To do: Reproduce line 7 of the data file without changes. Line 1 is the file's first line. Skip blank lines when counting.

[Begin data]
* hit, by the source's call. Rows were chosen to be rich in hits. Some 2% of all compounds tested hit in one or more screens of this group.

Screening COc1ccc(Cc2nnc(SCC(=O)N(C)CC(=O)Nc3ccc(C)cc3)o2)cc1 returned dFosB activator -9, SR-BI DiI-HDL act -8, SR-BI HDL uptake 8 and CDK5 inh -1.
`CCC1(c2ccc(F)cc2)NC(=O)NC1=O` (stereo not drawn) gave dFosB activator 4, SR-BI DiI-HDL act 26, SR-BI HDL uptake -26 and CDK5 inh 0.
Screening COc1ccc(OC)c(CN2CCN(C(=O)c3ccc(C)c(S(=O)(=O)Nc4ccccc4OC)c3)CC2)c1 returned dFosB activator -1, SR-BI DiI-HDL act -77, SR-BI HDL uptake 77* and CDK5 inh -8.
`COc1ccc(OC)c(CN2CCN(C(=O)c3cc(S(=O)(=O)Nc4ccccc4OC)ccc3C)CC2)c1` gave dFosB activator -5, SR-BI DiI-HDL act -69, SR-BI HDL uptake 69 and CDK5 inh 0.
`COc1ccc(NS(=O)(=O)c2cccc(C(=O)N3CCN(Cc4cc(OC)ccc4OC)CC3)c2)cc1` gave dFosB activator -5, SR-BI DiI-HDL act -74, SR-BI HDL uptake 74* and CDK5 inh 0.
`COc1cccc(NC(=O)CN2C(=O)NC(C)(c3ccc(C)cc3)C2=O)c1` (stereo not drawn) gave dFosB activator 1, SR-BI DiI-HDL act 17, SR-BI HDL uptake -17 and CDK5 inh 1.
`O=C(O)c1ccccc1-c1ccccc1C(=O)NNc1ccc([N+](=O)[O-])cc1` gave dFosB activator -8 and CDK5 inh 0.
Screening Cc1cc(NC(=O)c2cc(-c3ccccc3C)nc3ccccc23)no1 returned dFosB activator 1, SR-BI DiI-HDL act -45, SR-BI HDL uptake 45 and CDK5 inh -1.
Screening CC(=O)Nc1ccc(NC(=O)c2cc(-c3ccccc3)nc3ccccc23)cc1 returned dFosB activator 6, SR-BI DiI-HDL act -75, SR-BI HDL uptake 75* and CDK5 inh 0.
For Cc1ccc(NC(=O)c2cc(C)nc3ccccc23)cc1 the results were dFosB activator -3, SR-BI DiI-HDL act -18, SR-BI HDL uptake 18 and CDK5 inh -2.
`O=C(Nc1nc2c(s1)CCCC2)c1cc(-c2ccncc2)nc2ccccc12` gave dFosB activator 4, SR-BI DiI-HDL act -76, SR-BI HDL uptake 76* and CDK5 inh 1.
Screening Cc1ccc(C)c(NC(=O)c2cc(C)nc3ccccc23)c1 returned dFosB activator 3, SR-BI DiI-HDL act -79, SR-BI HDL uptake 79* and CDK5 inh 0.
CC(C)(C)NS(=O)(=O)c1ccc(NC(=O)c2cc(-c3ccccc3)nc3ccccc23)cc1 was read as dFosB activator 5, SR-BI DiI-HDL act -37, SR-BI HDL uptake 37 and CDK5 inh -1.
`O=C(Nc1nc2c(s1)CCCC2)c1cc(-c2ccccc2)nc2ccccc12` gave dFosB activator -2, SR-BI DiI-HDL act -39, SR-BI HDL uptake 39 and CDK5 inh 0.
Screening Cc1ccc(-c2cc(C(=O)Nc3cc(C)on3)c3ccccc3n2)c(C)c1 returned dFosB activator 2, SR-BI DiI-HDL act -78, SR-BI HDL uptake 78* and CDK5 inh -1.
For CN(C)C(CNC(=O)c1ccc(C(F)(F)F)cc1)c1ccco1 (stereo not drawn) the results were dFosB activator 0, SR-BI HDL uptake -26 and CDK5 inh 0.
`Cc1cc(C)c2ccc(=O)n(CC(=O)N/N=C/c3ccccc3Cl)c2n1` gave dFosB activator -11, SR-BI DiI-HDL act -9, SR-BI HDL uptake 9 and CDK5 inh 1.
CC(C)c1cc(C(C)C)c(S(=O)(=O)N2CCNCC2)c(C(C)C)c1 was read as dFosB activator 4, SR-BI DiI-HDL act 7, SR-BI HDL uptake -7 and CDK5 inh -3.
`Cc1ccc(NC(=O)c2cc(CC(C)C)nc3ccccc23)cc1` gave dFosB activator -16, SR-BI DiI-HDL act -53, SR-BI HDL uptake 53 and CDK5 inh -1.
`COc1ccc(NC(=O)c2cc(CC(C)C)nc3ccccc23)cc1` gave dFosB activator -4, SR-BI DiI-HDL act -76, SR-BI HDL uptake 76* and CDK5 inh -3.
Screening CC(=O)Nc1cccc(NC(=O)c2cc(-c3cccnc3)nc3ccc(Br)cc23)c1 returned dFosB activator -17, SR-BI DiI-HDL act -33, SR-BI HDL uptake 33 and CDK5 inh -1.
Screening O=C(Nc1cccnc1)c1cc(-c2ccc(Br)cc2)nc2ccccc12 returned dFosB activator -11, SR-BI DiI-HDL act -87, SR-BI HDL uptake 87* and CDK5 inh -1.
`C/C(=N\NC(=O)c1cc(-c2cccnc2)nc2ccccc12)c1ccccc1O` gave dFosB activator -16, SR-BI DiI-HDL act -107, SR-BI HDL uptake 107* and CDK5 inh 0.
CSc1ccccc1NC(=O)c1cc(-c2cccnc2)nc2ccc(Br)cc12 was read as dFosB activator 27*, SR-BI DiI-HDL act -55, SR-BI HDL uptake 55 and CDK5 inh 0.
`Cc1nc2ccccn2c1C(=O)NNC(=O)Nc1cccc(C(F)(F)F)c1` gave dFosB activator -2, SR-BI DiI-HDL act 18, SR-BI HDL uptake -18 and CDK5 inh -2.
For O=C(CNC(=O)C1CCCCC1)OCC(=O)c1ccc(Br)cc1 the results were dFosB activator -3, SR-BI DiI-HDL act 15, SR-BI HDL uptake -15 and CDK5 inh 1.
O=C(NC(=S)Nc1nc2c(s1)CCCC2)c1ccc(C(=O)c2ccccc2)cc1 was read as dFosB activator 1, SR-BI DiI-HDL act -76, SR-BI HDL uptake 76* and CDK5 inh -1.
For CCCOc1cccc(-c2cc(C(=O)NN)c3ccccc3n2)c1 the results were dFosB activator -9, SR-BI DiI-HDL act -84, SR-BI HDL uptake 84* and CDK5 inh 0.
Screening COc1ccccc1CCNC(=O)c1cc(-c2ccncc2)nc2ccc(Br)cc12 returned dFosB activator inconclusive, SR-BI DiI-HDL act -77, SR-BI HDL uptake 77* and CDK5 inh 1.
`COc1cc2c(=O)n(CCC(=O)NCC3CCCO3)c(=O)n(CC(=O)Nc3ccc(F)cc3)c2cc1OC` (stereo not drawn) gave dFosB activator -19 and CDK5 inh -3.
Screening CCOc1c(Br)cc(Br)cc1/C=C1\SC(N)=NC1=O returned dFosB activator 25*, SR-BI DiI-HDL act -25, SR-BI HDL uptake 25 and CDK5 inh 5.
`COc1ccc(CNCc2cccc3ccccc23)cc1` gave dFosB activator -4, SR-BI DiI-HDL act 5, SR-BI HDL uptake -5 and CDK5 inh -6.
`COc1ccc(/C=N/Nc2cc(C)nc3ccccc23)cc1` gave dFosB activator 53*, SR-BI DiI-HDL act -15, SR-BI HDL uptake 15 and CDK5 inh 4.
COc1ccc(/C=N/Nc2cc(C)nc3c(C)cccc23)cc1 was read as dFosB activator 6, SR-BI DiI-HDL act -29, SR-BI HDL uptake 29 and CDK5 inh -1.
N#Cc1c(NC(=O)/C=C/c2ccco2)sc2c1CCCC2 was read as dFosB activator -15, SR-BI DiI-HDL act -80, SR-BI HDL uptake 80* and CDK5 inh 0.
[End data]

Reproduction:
`COc1cccc(NC(=O)CN2C(=O)NC(C)(c3ccc(C)cc3)C2=O)c1` (stereo not drawn) gave dFosB activator 1, SR-BI DiI-HDL act 17, SR-BI HDL uptake -17 and CDK5 inh 1.